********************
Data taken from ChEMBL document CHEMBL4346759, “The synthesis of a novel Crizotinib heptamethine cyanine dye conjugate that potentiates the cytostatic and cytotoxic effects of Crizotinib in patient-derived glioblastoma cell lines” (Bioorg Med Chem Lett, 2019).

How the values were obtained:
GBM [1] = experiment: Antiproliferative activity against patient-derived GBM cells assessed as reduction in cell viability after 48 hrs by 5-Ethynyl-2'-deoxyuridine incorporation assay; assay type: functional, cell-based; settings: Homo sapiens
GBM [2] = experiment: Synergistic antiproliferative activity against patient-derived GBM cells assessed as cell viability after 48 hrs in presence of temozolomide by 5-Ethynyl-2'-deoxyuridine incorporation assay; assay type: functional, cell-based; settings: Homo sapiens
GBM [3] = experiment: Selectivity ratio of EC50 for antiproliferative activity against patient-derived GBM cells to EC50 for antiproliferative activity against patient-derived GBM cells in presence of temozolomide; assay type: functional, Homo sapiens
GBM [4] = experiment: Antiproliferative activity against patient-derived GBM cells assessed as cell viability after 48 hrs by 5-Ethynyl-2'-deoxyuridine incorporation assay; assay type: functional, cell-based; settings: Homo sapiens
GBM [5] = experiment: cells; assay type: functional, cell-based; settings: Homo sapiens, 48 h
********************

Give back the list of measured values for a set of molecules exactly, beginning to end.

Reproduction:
Data taken from ChEMBL document CHEMBL4346759, “The synthesis of a novel Crizotinib heptamethine cyanine dye conjugate that potentiates the cytostatic and cytotoxic effects of Crizotinib in patient-derived glioblastoma cell lines” (Bioorg Med Chem Lett, 2019).

How the values were obtained:
GBM [1] = experiment: Antiproliferative activity against patient-derived GBM cells assessed as reduction in cell viability after 48 hrs by 5-Ethynyl-2'-deoxyuridine incorporation assay; assay type: functional, cell-based; settings: Homo sapiens
GBM [2] = experiment: Synergistic antiproliferative activity against patient-derived GBM cells assessed as cell viability after 48 hrs in presence of temozolomide by 5-Ethynyl-2'-deoxyuridine incorporation assay; assay type: functional, cell-based; settings: Homo sapiens
GBM [3] = experiment: Selectivity ratio of EC50 for antiproliferative activity against patient-derived GBM cells to EC50 for antiproliferative activity against patient-derived GBM cells in presence of temozolomide; assay type: functional, Homo sapiens
GBM [4] = experiment: Antiproliferative activity against patient-derived GBM cells assessed as cell viability after 48 hrs by 5-Ethynyl-2'-deoxyuridine incorporation assay; assay type: functional, cell-based; settings: Homo sapiens
GBM [5] = experiment: cells; assay type: functional, cell-based; settings: Homo sapiens, 48 h